One of the other wives here brought her maid to see me yesterday.  Everyone here has someone to do their housework for them, it’s a very new experience for me.  I feel frightfully middle class sat here writing this while she scrubs my kitchen from top to bottom! I think I’ll get used to it fairly quickly though.  I’m only going to employ her 2 days a week, she works for the other lady 3 days a week so gets a full time job from both of us combined.  She seems really sweet and really hard working.  I was only going to have her from 10-2 but she wants 10-4 so I think I’ll go for that.  Her name is Eselina, she’s 27, married with 2 small children and has a husband out of work.  Between us we’ll pay her 2250ksh which is about £16.50 a week.  It certainly makes me realise how lucky we are in the UK, even if we’re ‘skint’ we have more than that to live on, let alone support a family of 4.  I actually feel quite emotional about the whole thing, despite me paying her so little this is the going rate and she is so grateful to have work, I feel that we truly don’t know we’re born in the UK.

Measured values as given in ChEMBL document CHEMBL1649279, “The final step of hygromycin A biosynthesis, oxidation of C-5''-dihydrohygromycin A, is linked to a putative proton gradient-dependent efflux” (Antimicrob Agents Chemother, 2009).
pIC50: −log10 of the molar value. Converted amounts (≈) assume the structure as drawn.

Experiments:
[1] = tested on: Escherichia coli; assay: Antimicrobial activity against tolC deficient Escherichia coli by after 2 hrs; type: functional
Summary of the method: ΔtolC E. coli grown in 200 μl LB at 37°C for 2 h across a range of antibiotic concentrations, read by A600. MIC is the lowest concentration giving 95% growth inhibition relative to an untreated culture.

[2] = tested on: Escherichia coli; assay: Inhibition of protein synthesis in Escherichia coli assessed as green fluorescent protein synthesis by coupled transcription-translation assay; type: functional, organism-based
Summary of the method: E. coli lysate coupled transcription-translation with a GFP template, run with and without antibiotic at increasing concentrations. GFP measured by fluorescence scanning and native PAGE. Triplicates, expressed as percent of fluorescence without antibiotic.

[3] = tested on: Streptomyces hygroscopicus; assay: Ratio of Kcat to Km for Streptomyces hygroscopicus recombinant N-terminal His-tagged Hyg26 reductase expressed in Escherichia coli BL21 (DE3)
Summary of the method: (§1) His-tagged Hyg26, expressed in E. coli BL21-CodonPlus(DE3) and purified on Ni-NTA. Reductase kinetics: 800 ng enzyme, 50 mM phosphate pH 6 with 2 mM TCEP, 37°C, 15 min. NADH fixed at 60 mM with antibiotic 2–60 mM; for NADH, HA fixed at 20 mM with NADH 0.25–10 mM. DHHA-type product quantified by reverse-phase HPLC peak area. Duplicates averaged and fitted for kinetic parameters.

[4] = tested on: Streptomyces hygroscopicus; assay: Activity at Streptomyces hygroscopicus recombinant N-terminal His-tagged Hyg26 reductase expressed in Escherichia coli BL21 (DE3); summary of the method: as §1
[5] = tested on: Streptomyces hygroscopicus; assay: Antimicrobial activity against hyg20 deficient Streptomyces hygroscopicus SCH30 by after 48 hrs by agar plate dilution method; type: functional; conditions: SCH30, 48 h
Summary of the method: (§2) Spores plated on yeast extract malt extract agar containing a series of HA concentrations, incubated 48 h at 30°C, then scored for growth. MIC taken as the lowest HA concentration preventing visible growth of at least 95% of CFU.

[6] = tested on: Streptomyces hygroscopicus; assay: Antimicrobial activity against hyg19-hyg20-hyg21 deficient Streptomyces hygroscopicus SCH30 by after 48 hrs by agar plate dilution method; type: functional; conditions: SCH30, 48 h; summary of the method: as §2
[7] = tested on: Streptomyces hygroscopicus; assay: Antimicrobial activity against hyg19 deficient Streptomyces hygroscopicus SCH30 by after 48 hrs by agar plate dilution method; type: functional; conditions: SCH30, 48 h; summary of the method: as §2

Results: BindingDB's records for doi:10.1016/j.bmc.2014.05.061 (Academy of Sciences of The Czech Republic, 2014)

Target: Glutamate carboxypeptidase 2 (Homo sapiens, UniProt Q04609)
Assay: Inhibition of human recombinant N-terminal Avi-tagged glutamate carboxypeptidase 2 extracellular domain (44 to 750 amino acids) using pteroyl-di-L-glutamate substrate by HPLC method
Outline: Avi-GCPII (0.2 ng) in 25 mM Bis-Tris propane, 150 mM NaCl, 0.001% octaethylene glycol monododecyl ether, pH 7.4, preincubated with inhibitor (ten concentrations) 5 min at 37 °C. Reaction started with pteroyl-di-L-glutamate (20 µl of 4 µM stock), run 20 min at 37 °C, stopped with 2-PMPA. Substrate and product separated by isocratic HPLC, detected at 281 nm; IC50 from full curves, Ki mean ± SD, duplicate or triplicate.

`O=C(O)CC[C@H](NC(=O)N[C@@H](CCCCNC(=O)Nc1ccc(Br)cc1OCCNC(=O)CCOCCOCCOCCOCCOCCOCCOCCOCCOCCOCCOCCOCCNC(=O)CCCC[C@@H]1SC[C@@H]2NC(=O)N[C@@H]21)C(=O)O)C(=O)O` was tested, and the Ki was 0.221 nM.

It’s very strange having someone in the house while I sit doing not very much! After a few weeks I think I’ll be able to leave her here while I go out but for now I need to be here just to make sure she ‘s trustworthy...

We also have a guard and a gardener employed by the Army. My guard, Sammy, is great.  They get paid peanuts, 200ksh per 12 hour shift 6 days a week.  So I make sure I give him lots of tea and coffee and will be buying him a newspaper once I work out where to buy one from.  Our gardener hasn’t been this week...I think I’m supposed to report it but I’m not sure who to.  She seems really nice too. In fact all the local people we’ve come in to contact with are lovely, so happy and friendly. They are so so proud to be Kenyan, and especially here in Nanyuki they are really pleased that the British Army are here because we provide lots of jobs for them.  To an outsider it may seem like exploitation but it really isn’t.  After being here for just under a week it’s clear to us that these people would live in slums and starve if we didn’t employ them, the women would be prostitutes and more than likely have HIV.


All in all our Kenyan adventure is becoming a very humbling experience that everyone could learn a lot from.